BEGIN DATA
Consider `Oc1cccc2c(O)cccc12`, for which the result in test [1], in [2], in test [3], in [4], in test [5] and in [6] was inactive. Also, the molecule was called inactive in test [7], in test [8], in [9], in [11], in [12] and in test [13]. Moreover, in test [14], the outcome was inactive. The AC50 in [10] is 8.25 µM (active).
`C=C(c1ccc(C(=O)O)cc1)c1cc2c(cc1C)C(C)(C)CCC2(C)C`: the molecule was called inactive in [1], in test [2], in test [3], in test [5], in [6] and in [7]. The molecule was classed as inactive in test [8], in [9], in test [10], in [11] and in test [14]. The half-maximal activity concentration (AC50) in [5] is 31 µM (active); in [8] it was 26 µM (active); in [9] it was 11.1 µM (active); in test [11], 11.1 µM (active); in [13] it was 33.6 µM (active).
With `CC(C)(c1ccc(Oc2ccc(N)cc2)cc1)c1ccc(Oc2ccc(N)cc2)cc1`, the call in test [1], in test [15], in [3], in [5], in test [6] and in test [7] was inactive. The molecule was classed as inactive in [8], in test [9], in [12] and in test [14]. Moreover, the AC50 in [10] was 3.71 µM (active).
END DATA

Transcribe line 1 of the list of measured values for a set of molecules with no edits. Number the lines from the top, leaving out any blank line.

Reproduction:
Consider `Oc1cccc2c(O)cccc12`, for which the result in test [1], in [2], in test [3], in [4], in test [5] and in [6] was inactive. Also, the molecule was called inactive in test [7], in test [8], in [9], in [11], in [12] and in test [13]. Moreover, in test [14], the outcome was inactive. The AC50 in [10] is 8.25 µM (active).